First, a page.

For Lookingglass: Classics, Acrobatics And A Tony The Chicago theater company founded in 1988 calls its work "theater without a net." It has long been dedicated to performances of new works that involve enormous physical demands of its performers. On Sunday, Lookingglass will receive the 2011 Tony for best regional theater.
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For Lookingglass: Classics, Acrobatics And A Tony

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For Lookingglass: Classics, Acrobatics And A Tony

For Lookingglass: Classics, Acrobatics And A Tony

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From NPR News, this is ALL THINGS CONSIDERED. I'm Melissa Block.


And I'm Michele Norris.

This Sunday night, Broadway shows and performers will find out if they've won Tony Awards. We're going to hear about one winner and, in this case, their prize has already been announced. The Tony Award for Best Regional Theater has gone to Lookingglass Theatre Company of Chicago.

And NPR's Cheryl Corley has this profile.

(Soundbite of play, "Lookingglass Alice")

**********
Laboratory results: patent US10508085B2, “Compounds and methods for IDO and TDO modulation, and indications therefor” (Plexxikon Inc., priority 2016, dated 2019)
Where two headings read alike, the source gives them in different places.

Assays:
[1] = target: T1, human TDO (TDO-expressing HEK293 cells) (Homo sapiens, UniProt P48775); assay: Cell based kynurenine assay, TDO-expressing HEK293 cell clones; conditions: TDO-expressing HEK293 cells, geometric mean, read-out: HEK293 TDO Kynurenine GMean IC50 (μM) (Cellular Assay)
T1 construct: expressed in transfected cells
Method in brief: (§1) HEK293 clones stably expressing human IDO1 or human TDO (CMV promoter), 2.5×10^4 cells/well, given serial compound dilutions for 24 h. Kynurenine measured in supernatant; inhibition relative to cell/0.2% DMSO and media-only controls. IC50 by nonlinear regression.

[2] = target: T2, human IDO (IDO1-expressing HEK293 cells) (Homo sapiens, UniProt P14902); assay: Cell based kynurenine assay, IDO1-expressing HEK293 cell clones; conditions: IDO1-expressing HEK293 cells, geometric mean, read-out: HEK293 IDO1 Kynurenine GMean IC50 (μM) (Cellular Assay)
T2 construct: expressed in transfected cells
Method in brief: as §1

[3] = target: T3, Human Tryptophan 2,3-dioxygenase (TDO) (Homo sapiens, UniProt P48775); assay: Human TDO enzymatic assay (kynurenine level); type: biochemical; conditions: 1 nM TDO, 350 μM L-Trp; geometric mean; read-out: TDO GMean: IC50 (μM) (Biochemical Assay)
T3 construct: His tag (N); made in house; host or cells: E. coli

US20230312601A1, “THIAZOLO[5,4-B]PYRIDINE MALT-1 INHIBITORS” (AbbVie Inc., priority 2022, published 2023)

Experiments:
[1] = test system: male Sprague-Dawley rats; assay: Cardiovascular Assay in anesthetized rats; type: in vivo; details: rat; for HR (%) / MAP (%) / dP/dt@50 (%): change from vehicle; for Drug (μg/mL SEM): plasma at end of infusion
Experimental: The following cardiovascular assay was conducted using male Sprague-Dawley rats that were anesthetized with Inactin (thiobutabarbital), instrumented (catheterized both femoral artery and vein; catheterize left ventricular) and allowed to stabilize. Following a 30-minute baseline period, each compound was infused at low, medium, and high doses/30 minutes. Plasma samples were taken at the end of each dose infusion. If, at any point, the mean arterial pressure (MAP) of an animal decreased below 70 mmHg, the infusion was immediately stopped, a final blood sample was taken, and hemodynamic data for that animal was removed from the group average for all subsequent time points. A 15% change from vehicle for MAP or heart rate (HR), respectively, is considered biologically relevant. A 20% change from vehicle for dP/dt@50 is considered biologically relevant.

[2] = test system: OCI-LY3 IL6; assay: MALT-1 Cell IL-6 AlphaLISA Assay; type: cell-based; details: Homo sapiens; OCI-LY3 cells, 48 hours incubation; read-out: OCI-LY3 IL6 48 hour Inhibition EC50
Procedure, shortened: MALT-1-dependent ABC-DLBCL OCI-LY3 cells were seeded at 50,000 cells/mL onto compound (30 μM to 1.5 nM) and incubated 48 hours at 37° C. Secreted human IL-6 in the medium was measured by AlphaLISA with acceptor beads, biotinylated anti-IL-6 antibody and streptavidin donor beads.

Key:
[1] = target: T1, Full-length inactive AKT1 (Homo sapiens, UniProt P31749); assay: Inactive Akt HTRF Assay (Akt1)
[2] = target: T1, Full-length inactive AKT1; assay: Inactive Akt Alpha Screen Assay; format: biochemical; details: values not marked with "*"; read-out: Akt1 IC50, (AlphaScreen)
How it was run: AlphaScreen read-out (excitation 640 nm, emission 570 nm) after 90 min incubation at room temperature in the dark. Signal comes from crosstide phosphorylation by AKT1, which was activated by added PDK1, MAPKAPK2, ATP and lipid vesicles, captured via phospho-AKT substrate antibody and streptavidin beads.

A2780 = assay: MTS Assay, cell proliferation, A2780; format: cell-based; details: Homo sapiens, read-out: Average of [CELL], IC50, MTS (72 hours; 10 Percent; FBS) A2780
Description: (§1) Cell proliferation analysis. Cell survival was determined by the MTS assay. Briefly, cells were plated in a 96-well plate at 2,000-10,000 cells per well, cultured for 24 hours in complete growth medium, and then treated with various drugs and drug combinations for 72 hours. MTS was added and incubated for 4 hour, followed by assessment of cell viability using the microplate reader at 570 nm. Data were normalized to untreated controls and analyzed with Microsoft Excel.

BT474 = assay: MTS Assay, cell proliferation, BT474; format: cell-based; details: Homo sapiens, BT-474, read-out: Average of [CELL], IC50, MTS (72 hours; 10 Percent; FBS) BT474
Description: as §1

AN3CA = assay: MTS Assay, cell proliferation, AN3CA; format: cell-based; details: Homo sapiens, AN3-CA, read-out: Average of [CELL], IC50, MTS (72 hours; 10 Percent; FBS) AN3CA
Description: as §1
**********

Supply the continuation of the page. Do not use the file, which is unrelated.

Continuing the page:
Unidentified Group: Which hand am I holding up? My left.

Unidentified Man #1: My right.

CHERYL CORLEY: One of the signature plays of Chicago's Lookingglass Theater is called "Lookingglass Alice." It's the ensemble's adaptation of Lewis Carroll's classic that inspired the founding of the company. The Lookingglass version is a combination of drama, spectacle and breathtaking acrobatics.

(Soundbite of music)

CORLEY: A lobby poster describes Lookingglass as theater without a net. Artistic director Andrew White says it refers to the ensemble's philosophy of taking risks by doing acrobatic stunts without a safety net and presenting new works.

Mr. ANDREW WHITE (Artistic Director, Lookingglass Theatre Company): And we are giving it its go - its first go in front of an audience. So to a degree, every work we do, whether it involves physical theatrics and circus stunts or not, is theater without a net in that respect.

CORLEY: Lookingglass was incorporated in 1988 by a group of college friends attending Northwestern University, including actor David Schwimmer, one of the stars of the hit TV show "Friends." Schwimmer, who remains part of the now 22-member ensemble, says, in many ways, Lookingglass worked to create a physical language.

Mr. DAVID SCHWIMMER (Actor): Part of our training, our rehearsal process for the first, I'd say, at least the first 10 years as a company, were rigorous workouts before we actually started working on character or text. Every rehearsal started with, like, an hour workout.

CORLEY: Wow. It's like theater boot camp or something.

Mr. SCHWIMMER: It really was, and some of the plays really required it.

CORLEY: And that visual sensibility, says Chicago Tribune theater critic Chris Jones, is what makes Lookingglass stand out. Jones is a member of the American Theatre Critics Association, which votes and then recommends a regional theater for the Tony Award.